All cruciferous vegetables—in the Cruciferae or Brassicaceae plant family—have something to offer, including vitamin C and carotenoids like beta carotene, lutein, and zeaxanthin. Their pungency comes from sulfur-containing compounds called glucosinolates, which, when chopped or chewed, break down into substances that may have anti-cancer properties. These nutrition powerhouses are called cruciferous or crucifers because their flowers, if allowed to bloom, have four petals that form a cross (crux in Latin). Our eight recipes offer plenty of variety with their focus on bok choy, broccoli, cabbage, cauliflower, kale, and more.
Both the florets and the stalks of broccoli are worth eating: The florets (where the seeds and flowers develop) have higher amounts of beta carotene and other carotenoids as well as more sulforaphane, a compound that boosts production of enzymes that detoxify carcinogens, while inhibiting other enzymes that activate carcinogens. The stalks, on the other hand, have more fiber. Luckily, this recipe uses both parts!
Cabbage was a dietary staple of the Greeks and early Romans, though they probably consumed a type that had loose leaves. It wasn’t until the Middle Ages when compact-headed varieties with overlapping leaves, capable of thriving in cold climates, were developed in northern Europe. This soup is a variant of minestrone. It uses cabbage, but you can easily substitute a leafy green crucifer such as collards, beet greens, or turnip greens. The flavor will be slightly different, but the end result will still be delicious.
When you think “slaw,” you might think of a crunchy salad loaded with creamy mayo. Our slaw recipe takes out lots of the fat (it uses reduced-fat mayo and nonfat yogurt), while leaving in all of the creaminess. Cabbage is the most classic slaw ingredient, but the carrots, apples, and pears featured here make for good slaw companions. And the cider vinegar and apple cider add tanginess to keep your taste buds dancing.
Whether it’s “riced,” used in pizza crust, made into “steaks,” or served whole in restaurants, cauliflower is the new “it” vegetable these days. This recipe, however, gets back to the basics—sort of like a mac and cheese dish but where the “mac” is cauliflower. Though white cauliflower is one of the more anemic crucifers (meaning somewhat lower in nutrients and phytochemicals), you can boost the health profile of this recipe by using more colorful cauliflower varieties (green, orange, purple), if you can find them at your market.
Though kale’s superstar days have been waning of late, you can still find it just about everywhere—from upscale markets to corner delis, from hip restaurants to beach cafes. With good reason: It’s especially high in vitamin K (good for bones) and beta carotene (which converts to vitamin A). Plus, it has laudable levels of potassium, manganese, and fiber along with some iron, magnesium, and other nutrients. Making your own kale chips is much cheaper than buying packaged products. And they’re a lot healthier than potato chips.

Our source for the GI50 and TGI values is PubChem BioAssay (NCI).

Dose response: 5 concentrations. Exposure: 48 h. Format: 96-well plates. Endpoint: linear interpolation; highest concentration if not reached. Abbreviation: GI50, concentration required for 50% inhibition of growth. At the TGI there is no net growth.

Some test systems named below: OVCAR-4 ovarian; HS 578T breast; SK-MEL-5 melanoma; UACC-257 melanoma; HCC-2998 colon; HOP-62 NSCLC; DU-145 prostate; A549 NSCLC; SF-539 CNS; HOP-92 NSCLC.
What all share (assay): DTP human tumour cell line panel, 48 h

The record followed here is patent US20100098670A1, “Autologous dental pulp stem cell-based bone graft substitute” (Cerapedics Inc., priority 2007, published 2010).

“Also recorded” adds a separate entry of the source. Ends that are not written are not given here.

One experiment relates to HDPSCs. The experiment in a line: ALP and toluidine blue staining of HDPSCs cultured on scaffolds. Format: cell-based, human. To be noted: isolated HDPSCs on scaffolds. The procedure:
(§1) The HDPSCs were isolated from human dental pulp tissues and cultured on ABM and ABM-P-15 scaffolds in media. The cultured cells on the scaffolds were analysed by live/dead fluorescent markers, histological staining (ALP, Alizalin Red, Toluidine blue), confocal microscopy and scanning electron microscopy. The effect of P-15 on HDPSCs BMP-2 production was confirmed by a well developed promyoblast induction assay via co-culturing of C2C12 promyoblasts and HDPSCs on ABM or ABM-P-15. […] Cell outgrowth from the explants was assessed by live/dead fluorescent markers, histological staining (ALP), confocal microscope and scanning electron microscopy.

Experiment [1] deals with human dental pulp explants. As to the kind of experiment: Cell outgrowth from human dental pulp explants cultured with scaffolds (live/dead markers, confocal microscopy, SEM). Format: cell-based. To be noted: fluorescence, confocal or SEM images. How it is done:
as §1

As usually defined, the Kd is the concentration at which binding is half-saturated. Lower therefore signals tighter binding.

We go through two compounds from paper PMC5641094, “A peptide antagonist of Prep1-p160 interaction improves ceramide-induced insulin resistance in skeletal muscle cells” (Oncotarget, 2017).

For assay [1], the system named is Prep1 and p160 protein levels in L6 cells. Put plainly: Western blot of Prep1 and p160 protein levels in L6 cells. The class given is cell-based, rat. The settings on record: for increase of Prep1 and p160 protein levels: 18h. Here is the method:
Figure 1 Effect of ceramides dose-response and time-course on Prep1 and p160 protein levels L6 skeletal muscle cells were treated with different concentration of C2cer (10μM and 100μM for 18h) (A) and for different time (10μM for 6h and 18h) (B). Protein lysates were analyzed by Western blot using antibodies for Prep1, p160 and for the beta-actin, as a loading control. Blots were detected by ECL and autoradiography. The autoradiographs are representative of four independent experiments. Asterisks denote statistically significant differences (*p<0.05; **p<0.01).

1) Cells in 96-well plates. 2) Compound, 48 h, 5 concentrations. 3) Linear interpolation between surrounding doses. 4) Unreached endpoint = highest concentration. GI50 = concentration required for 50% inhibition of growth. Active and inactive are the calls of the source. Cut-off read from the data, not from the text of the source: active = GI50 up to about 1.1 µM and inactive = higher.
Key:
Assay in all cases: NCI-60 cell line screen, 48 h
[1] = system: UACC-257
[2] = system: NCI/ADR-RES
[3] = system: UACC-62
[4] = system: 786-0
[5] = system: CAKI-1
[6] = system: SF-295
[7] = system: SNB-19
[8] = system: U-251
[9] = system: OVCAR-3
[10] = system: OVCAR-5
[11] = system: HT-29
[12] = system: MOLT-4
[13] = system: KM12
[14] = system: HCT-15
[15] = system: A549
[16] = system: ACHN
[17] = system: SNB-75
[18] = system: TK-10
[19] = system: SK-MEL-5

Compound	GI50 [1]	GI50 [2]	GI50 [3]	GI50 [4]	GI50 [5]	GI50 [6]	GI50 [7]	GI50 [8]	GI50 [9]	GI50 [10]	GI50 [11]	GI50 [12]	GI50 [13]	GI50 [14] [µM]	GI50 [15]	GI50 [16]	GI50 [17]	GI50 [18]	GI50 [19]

Named after the capital of Belgium, where they may have first been cultivated, Brussels sprouts look like diminutive heads of cabbage and are similar to cabbage in taste but slightly milder in flavor and denser in texture. Like other crucifers, they are nutrient-dense and offer plentiful vitamin C, fiber, folate, and other B vitamins, as well as the carotenoids lutein and zeaxanthin and potential cancer-fighting compounds. In this recipe, the earthy, cabbage-y flavor of the Brussels sprouts is nicely complemented by chestnuts.
Can you say baby bok choy 10 times fast? If not that’s okay—the important thing is to eat this vegetable since it’s a good source of beta carotene, vitamin C, and other healthful compounds. This petite, immature bok choy is shaped like its mature counterpart, but is more tender and milder in flavor and can be cooked whole (though this recipe calls for cutting into even smaller units). If you can’t find baby bok choy, look for the smallest heads of regular bok choy.
Swiss chard is a cruciferous vegetable that is a member of the beet family (Amaranthaceae). But unlike other beets it’s grown for its stems and leaves, not its root. The plant’s dark green leaves are wider and flatter than beet greens and have a full-bodied texture similar to spinach. It’s a rich source of beta carotene and potassium and supplies fiber, vitamin C, and magnesium. This recipe is super healthful and super easy—the washed Swiss chard has enough water clinging to its leaves to cook beautifully in its own steam.
Why do crucifers cause bloating in many people? To blame are complex sugars called oligosaccharides (also in beans) that bacteria in the large intestine feed on, releasing gas. Cooking does not help. If you’re not used to these vegetables, start slowly with small portions and gradually increase amounts. If you don’t tolerate them well, try eating small portions more often. Or try an enzyme product (such as Beano) that helps break down the sugar so it’s more digestible.